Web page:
Picture by Nick Youngson: It’s good that we still have a strongish car culture in this country (although not one that can touch the USA) but, over the coming few years, we will witness it morph and change as the regulations pile up and the interest in proper motors wanes – and it isn’t just our car culture that is disappearing. A few days ago I bemoaned the lack of any decent pop or rock music these days and I don’t want to labour the point again, but I will.
Glancing through a Sunday supplement I came across a spread of pages advertising tours and appearances of singers and bands and I was struck by the fact that most of the performers had to be over fifty years old, at least.
Here’s a few: The Zombies, Bryan Ferry, Seal, Yes, Elvis Costello; the list goes on and on. You even get rock and roll tours made up of ancient survivors of the golden age of Sixties pop, still belting out fifty plus year old tunes.
Once, back in the mists of the Twentieth Century, music had trends, exciting new sounds and extraordinary talent. Prog Rock, Punk, New Romantics, Brit Pop and so on. Even today, if you hear a snatch of music on the radio or a TV advertisement, it will mostly be instantly recognisable as being from the past. All three members of the Jimmy Hendrix Experience have long since gone to their greater reward yet as soon as you hear the first chords you know exactly who it is. Listen to the latest crop of musicians and you would be hard put to know one from the other.
Our loss of a recognisable culture in music also extends to most other areas of our lives. There’s a new pub and ‘family restaurant’ opened near me and I went to have a look. Typically it has been designed with a total absence of flair, being in a style that I would describe as ‘Traditional Wetherspoon’s’. It has no aesthetic appeal at all. Needless to say, people were flocking in. If there is no culture in peoples’ lives then they themselves become uncultured.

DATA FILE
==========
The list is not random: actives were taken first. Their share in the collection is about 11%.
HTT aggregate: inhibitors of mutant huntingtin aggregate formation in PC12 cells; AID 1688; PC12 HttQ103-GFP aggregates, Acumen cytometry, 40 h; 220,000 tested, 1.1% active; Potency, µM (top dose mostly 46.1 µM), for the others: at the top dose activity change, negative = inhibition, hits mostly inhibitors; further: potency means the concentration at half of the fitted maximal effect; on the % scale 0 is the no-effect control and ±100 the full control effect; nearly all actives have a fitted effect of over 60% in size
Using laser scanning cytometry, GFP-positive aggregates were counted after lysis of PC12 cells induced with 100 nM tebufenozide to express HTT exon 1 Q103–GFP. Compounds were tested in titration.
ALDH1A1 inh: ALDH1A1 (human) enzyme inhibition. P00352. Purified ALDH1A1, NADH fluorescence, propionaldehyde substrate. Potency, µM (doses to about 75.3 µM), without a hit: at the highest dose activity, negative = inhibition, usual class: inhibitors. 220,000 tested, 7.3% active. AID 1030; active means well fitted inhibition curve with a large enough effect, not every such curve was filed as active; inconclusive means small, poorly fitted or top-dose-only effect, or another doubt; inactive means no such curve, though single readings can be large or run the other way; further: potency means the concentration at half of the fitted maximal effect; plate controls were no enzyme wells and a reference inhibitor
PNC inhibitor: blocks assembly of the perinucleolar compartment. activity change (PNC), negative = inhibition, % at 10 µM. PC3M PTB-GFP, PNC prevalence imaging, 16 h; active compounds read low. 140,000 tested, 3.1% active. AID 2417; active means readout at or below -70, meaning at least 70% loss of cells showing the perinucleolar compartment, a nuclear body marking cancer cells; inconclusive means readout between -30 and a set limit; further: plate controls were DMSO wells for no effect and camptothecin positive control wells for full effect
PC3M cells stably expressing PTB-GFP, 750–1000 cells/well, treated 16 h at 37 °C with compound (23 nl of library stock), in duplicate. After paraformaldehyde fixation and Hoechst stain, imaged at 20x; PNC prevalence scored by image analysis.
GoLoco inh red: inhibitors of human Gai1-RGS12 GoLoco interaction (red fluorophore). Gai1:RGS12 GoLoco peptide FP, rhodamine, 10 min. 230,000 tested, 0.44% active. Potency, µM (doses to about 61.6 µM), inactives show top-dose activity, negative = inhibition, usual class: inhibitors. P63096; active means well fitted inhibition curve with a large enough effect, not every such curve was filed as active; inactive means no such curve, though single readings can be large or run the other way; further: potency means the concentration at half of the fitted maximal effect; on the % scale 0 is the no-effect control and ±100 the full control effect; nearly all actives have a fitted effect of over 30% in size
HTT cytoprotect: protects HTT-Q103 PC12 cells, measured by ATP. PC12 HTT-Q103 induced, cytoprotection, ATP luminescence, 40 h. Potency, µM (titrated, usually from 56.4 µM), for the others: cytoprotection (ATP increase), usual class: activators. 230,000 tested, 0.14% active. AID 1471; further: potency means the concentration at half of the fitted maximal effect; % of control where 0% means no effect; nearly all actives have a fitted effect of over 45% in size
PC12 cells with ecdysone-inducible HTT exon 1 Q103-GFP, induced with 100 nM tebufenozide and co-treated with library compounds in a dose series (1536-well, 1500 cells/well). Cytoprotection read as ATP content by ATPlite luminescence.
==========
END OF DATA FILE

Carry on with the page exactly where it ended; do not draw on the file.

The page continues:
We seem not to have any clearly defined cultural movements at all. The world has seen Bauhaus and Pop Art and the Young British Artists but now all that’s left is the frankly mystifying Turner Prize to attract the artistic attentions of the public. We used to have elegance and variety in house design but it has all been subsumed by the ‘build ’em quick, build ’em cheap’ Lego school of architecture.
In fashion, we have had movements from Dior’s New Look via Mary Quant to Flower Power. That’s all gone now to be replaced by cheap, disposable lifestyles; designer fashion is for the wealthy only. The loss of cultural identities I put down to a total lack of interest by successive governments who have consistently reduced funding across the board through not understanding the value that art and culture have in society. To that you can add blatant greed and, yes, globalisation. It’s all very depressing when we all live in little boxes and they all look just the same.
Well, at least I can do something for myself to put a bit of class and culture back into my life. I’m off to the cinema to see a new 21st Century adaptation of the classic Pride & Prejudice – but this time it’s got ZOMBIES!